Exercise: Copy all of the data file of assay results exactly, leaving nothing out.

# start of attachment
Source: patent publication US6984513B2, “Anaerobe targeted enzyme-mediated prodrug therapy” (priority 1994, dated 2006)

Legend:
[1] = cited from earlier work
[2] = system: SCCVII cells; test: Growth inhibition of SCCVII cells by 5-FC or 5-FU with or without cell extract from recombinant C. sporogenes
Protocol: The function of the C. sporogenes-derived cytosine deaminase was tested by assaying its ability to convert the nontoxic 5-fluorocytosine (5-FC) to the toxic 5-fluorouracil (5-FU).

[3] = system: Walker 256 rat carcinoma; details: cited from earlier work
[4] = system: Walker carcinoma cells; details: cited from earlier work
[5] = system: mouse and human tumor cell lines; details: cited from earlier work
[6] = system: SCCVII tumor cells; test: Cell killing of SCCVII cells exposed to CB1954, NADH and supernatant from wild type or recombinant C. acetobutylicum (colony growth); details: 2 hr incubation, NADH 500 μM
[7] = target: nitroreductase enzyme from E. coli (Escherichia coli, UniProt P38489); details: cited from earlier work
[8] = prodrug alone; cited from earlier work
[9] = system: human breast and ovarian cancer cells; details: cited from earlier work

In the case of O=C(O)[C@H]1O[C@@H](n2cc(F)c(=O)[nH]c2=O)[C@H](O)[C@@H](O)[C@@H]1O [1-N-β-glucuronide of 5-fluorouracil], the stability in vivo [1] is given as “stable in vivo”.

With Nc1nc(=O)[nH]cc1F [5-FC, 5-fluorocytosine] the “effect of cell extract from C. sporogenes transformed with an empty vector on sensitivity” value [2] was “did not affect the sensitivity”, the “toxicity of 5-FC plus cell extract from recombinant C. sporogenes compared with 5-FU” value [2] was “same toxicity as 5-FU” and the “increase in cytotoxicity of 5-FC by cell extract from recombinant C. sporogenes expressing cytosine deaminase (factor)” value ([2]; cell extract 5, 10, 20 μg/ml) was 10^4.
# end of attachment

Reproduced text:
Source: patent publication US6984513B2, “Anaerobe targeted enzyme-mediated prodrug therapy” (priority 1994, dated 2006)

Legend:
[1] = cited from earlier work
[2] = system: SCCVII cells; test: Growth inhibition of SCCVII cells by 5-FC or 5-FU with or without cell extract from recombinant C. sporogenes
Protocol: The function of the C. sporogenes-derived cytosine deaminase was tested by assaying its ability to convert the nontoxic 5-fluorocytosine (5-FC) to the toxic 5-fluorouracil (5-FU).

[3] = system: Walker 256 rat carcinoma; details: cited from earlier work
[4] = system: Walker carcinoma cells; details: cited from earlier work
[5] = system: mouse and human tumor cell lines; details: cited from earlier work
[6] = system: SCCVII tumor cells; test: Cell killing of SCCVII cells exposed to CB1954, NADH and supernatant from wild type or recombinant C. acetobutylicum (colony growth); details: 2 hr incubation, NADH 500 μM
[7] = target: nitroreductase enzyme from E. coli (Escherichia coli, UniProt P38489); details: cited from earlier work
[8] = prodrug alone; cited from earlier work
[9] = system: human breast and ovarian cancer cells; details: cited from earlier work

In the case of O=C(O)[C@H]1O[C@@H](n2cc(F)c(=O)[nH]c2=O)[C@H](O)[C@@H](O)[C@@H]1O [1-N-β-glucuronide of 5-fluorouracil], the stability in vivo [1] is given as “stable in vivo”.

With Nc1nc(=O)[nH]cc1F [5-FC, 5-fluorocytosine] the “effect of cell extract from C. sporogenes transformed with an empty vector on sensitivity” value [2] was “did not affect the sensitivity”, the “toxicity of 5-FC plus cell extract from recombinant C. sporogenes compared with 5-FU” value [2] was “same toxicity as 5-FU” and the “increase in cytotoxicity of 5-FC by cell extract from recombinant C. sporogenes expressing cytosine deaminase (factor)” value ([2]; cell extract 5, 10, 20 μg/ml) was 10^4.